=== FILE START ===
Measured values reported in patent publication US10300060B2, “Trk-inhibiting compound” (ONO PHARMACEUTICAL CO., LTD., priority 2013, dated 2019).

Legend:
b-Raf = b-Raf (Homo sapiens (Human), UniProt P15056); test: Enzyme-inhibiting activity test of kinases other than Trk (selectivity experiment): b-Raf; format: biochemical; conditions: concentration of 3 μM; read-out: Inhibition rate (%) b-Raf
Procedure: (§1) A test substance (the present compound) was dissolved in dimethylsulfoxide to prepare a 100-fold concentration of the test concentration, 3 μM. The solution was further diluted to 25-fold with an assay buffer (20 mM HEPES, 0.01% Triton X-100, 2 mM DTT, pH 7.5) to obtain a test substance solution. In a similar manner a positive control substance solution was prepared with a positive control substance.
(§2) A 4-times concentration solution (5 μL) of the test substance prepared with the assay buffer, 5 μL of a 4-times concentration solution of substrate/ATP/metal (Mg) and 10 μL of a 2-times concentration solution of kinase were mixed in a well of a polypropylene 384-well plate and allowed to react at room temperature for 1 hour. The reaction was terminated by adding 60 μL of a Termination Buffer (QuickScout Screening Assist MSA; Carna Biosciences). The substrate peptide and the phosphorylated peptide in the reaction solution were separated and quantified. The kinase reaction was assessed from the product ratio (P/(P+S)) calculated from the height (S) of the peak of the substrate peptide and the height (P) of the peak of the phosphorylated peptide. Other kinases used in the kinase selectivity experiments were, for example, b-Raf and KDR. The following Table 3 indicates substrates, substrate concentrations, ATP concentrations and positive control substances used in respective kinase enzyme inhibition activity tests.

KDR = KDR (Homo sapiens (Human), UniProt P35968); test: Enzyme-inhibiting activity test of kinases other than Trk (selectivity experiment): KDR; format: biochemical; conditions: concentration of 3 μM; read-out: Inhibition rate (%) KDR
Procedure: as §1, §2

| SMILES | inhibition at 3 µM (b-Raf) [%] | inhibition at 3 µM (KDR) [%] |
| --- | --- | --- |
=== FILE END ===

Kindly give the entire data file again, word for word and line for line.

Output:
Measured values reported in patent publication US10300060B2, “Trk-inhibiting compound” (ONO PHARMACEUTICAL CO., LTD., priority 2013, dated 2019).

Legend:
b-Raf = b-Raf (Homo sapiens (Human), UniProt P15056); test: Enzyme-inhibiting activity test of kinases other than Trk (selectivity experiment): b-Raf; format: biochemical; conditions: concentration of 3 μM; read-out: Inhibition rate (%) b-Raf
Procedure: (§1) A test substance (the present compound) was dissolved in dimethylsulfoxide to prepare a 100-fold concentration of the test concentration, 3 μM. The solution was further diluted to 25-fold with an assay buffer (20 mM HEPES, 0.01% Triton X-100, 2 mM DTT, pH 7.5) to obtain a test substance solution. In a similar manner a positive control substance solution was prepared with a positive control substance.
(§2) A 4-times concentration solution (5 μL) of the test substance prepared with the assay buffer, 5 μL of a 4-times concentration solution of substrate/ATP/metal (Mg) and 10 μL of a 2-times concentration solution of kinase were mixed in a well of a polypropylene 384-well plate and allowed to react at room temperature for 1 hour. The reaction was terminated by adding 60 μL of a Termination Buffer (QuickScout Screening Assist MSA; Carna Biosciences). The substrate peptide and the phosphorylated peptide in the reaction solution were separated and quantified. The kinase reaction was assessed from the product ratio (P/(P+S)) calculated from the height (S) of the peak of the substrate peptide and the height (P) of the peak of the phosphorylated peptide. Other kinases used in the kinase selectivity experiments were, for example, b-Raf and KDR. The following Table 3 indicates substrates, substrate concentrations, ATP concentrations and positive control substances used in respective kinase enzyme inhibition activity tests.

KDR = KDR (Homo sapiens (Human), UniProt P35968); test: Enzyme-inhibiting activity test of kinases other than Trk (selectivity experiment): KDR; format: biochemical; conditions: concentration of 3 μM; read-out: Inhibition rate (%) KDR
Procedure: as §1, §2

| SMILES | inhibition at 3 µM (b-Raf) [%] | inhibition at 3 µM (KDR) [%] |
| --- | --- | --- |